A new connection has been found between two of most important language areas in the brain. Broca’s area and Wernicke’s area have been linked to speech production and language comprehension respectively. They were some of the first discoveries that linked particular brain areas to specific mental abilities and are known to be joined by a bundle of neural fibres called the arcuate fasciculus.
Reseachers from London have now discovered that another parallel pathway connects the two areas, although it does not develop until about 5-7 years of age, suggesting that even quite major connections in the brain do not develop until well into childhood.
The pathway runs through an area they have named Geschwind’s territory after Norman Geshwind, the famous American neurologist who theorised that such a connection might exist.
Understanding the connectivity of the language areas is the brain is essential to the understanding and treatment of language problems after brain damage. These sorts of impairments are a common result of serious stroke or traumatic brain injury.
Link to story on newscientist.com.
Link to abstract from the Annals of Neurology.
Researchers from London and Italy have just published a study on the brain areas involved in perceiving and understanding faces. They created an elegant experiment where they used morphing to compare how brain activity changes as a photograph is gradually blended from one person to another, for example, from Marilyn Monroe to Margaret Thatcher.
They found that the brain did not respond in the same gradual manner, and that activation shifted to specific areas at certain points in the blending process. When the blending was in its early stages, participants perceived the picture as the same person with physical changes to their face, an experience which caused activation in the inferior occipital gyrus. When the level of blending affected recognition of the pictured person, the right fusiform gyrus was activated, an area thought to be involved with judgements of familiarity for faces. When a participant was already familiar with the people in the pictures, the temporal lobes became active when the final face became clear. These areas have been linked to semantic memory and naming.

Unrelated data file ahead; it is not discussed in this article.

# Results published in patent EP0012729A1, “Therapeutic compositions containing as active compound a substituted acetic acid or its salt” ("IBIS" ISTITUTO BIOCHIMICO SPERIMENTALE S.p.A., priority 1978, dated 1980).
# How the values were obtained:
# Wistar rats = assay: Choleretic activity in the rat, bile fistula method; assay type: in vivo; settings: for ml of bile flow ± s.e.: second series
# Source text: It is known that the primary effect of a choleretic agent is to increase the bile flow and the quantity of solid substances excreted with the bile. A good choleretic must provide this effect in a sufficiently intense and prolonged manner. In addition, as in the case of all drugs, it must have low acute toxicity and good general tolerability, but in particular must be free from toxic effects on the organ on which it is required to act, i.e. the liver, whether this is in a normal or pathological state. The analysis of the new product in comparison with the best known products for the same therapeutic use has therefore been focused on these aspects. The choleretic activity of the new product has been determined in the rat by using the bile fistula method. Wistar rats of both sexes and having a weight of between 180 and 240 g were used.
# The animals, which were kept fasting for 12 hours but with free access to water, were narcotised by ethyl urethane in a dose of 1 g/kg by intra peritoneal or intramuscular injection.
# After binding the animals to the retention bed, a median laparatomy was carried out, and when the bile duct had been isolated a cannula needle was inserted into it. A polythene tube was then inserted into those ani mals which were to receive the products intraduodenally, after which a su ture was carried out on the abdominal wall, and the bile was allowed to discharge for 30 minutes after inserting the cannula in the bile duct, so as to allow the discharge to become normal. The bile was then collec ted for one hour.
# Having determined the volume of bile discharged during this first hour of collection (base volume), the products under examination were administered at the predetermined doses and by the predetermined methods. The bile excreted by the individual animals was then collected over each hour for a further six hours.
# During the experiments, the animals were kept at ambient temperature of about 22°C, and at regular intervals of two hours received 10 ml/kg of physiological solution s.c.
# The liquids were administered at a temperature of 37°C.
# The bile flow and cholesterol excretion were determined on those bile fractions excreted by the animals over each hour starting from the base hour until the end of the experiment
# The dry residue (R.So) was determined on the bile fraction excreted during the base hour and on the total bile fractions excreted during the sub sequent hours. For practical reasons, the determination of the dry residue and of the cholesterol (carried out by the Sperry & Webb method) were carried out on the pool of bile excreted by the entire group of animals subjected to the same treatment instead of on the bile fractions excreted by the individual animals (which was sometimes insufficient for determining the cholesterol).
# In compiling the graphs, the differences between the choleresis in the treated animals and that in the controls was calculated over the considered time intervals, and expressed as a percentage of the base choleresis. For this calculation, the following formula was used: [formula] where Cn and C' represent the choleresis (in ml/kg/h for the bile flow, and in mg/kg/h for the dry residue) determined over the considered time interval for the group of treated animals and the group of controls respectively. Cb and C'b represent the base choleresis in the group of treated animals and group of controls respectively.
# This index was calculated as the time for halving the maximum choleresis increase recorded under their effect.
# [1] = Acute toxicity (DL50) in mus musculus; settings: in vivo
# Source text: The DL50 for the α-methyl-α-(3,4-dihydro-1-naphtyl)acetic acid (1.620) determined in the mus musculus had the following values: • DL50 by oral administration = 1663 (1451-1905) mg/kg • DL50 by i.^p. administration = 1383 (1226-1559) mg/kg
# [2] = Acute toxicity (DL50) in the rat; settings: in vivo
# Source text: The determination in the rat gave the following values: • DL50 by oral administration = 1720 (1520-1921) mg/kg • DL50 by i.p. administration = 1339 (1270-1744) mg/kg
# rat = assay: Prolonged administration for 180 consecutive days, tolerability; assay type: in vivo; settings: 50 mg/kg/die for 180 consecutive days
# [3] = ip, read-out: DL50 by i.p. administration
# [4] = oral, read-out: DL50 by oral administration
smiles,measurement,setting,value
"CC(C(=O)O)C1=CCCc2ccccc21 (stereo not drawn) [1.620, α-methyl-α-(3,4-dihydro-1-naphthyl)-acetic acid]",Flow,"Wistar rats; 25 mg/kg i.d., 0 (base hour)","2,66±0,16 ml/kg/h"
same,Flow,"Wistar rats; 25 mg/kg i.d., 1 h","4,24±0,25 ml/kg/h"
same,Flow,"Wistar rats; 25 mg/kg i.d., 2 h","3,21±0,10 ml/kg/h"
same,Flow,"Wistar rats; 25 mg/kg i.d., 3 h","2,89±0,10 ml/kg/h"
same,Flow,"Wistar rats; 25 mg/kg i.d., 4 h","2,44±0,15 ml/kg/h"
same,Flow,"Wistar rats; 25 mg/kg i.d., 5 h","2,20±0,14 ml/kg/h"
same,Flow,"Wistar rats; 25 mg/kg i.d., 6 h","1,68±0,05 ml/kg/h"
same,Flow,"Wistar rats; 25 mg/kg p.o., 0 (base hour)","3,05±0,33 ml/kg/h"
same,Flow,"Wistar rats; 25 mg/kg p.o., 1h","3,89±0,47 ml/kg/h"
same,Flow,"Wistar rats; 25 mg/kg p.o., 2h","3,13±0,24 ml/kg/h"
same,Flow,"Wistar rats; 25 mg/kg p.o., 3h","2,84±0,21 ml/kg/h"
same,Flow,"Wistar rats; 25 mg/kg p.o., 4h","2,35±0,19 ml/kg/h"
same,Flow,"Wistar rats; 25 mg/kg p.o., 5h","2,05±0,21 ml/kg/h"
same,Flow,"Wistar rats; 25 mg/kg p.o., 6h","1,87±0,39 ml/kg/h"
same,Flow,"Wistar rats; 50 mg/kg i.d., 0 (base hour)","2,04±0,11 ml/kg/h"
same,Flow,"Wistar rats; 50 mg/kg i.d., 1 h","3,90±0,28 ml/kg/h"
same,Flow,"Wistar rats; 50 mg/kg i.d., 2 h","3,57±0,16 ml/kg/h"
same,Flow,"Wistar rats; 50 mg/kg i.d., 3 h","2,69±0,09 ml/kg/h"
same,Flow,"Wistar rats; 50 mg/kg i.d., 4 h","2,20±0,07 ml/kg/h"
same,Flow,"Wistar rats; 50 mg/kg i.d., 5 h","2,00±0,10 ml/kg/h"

This study is important as it shows specialised areas of activation for different stages in the face perception process in a single experiment.
These stages have been hypothesised to exist for quite some time in a model developed by psychologists Vicki Bruce and Andy Young, largely from studies on people with prosopagnosia, a condition where face recognition can be impaired, usually after brain damage.
Link to BBC News story.
Link to story in The Guardian.
Link to abstract from Nature Neuroscience.
This is a hack which never made it into the book, but we thought it worth sharing. At this point, to get the most out of this hack, look at this figure (in a pop-up window) quickly before reading on. It’s not important to try and work out what it is, but have a good look. Seen it? Now, without further ado…
Hack #102: Alter Input With Expectation
The balance between feed-forward and feed-back connections in the brain gives a clue to the balance between raw sensation and expectations in constructing experience.